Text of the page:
Today it’s Cinco de Mayo, and an excellent day to remember some amazing facts about the fascinating history of Mexican cuisine.
Chili Peppers are Superstars
Chili Peppers play a key role in Mexican cuisine. According to some estimations chili peppers are part in some form or another of about 90 percent of Mexican dishes. Chili peppers have always been important to Mexican everyday life. The oldest evidence of peppers in Mexico dates back to 6900-5000 B.C. Some codices (books written by pre-Columbian and colonial-era indigenous people) show scenes of naughty children being forced to inhale the smoke of burnt peppers as a form of punishment.
The Corn People
Corn is another important ingredient of Mexican cuisine. So much so that the ancient peoples of Mexico found ways to cultivate it under the most varying circumstances. There were cornfields in the jungle, in the forest, and even in shallow lake beds (chinampas) in Xochimilco! Tortillas are a symbol of the bond between corn and Mexican cuisine. From pre-Columbian codices to pictures taken during the Mexican revolution, you can always spot someone enjoying a nice, warm tortilla.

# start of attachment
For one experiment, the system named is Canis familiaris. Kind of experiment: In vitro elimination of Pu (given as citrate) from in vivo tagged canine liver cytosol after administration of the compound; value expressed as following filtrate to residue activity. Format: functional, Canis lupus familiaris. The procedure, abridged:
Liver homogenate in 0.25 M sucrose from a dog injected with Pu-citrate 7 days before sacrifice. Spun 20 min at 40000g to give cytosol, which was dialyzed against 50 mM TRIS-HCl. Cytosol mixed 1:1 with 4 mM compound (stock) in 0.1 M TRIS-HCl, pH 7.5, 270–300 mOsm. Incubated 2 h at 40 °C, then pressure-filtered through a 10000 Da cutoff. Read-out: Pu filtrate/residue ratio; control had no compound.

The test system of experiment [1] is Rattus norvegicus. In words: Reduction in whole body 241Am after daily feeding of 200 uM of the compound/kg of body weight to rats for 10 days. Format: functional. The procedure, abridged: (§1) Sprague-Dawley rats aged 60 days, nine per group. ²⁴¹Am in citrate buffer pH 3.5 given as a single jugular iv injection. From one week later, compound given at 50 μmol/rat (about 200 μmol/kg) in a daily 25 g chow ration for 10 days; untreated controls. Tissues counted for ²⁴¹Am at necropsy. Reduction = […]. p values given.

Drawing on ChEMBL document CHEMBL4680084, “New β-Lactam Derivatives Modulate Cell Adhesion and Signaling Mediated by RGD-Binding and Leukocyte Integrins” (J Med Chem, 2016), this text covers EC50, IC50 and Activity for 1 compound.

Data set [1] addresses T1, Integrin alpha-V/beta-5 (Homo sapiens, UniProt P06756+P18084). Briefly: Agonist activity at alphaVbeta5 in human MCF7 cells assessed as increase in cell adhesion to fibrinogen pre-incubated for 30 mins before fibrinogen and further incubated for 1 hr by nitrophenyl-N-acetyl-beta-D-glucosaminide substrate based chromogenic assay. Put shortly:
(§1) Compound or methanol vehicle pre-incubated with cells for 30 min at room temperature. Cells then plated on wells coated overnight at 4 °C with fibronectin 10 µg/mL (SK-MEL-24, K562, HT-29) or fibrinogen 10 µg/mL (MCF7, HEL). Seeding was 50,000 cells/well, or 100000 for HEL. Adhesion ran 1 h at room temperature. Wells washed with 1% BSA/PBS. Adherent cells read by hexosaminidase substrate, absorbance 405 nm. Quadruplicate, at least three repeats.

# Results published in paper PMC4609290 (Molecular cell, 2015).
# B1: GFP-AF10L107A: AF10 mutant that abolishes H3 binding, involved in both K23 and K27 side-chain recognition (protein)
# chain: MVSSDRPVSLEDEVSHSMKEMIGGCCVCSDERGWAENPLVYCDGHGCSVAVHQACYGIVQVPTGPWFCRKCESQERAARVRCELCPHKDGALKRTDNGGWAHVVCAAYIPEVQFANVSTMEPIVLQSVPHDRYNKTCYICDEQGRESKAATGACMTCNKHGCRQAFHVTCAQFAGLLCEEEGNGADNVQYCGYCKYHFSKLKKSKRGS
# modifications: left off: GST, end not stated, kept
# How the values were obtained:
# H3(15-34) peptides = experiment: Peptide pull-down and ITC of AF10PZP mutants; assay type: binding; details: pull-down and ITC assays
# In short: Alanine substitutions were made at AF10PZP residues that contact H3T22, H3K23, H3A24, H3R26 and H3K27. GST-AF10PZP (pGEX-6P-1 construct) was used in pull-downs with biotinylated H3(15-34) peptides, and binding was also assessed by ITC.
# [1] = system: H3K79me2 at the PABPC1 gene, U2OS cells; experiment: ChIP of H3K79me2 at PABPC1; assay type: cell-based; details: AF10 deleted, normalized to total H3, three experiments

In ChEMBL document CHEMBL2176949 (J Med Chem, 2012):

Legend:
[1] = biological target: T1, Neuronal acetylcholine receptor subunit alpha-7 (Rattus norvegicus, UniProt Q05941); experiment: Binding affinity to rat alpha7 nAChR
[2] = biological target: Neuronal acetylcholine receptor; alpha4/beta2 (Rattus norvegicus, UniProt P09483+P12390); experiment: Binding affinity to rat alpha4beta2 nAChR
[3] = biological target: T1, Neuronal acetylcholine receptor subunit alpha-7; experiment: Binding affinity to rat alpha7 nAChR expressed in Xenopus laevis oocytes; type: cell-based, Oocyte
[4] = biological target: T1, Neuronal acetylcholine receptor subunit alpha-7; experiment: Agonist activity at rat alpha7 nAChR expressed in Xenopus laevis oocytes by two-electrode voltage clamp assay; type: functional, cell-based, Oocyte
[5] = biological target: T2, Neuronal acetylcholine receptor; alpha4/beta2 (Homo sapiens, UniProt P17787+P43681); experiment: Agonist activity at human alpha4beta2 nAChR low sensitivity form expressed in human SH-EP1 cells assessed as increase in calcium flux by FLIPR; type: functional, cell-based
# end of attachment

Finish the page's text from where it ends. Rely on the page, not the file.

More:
Two Worlds Meet
The Spanish conquest was an earth-shattering event. The diet of the indigenous peoples of Mesoamerica included tortillas, pineapple, chili, turkey, duck and fish. The Spaniard conquerors brought with them wheat, lard, cows, goats and pork. The result is Mexican cuisine as we know it. Tamales, for example, existed before the arrival of the Spaniards, but the addition of lard gave them their characteristic texture.
Intangible Cultural Heritage of Humanity
If you think these facts are fascinating, you’re not alone. In 2010 The United Nations Educational, Scientific and Cultural Organization (UNESCO) designated Mexican cuisine as an Intangible Cultural Heritage of Humanity. According to their presentation, “Traditional Mexican cuisine is a comprehensive cultural model comprising farming, ritual practices, age-old skills, culinary techniques and ancestral community customs and manners.”
The First Taco Bar Ever?
A Taco bar is a convenient and fun way to serve food, and the idea behind it may be as old as Mexican culture itself. Moctezuma, the ninth tlatoani (ruler) of Tenochtitlan (today’s Mexico City) was offered every day a meal that consisted of about 25 different dishes kept warm by clay braziers. The delicacies included duck and edible herbs. Tortillas were already an important part of Aztec gastronomic culture, so it’s possible that the great tlatoani was enjoying one of history’s first taco bars!
What best way to celebrate Mexican culture than a Taco Night? Our Family Meal includes 3 Street tacos with all the fixings, choice of meat (carnitas, chicken tinga or veggie), rice, black beans, homemade roasted salsas, chips, pickled red onions, fresh guacamole, tortillas and Mexican slaw. All for $50.00! (valid 5/6-5/9).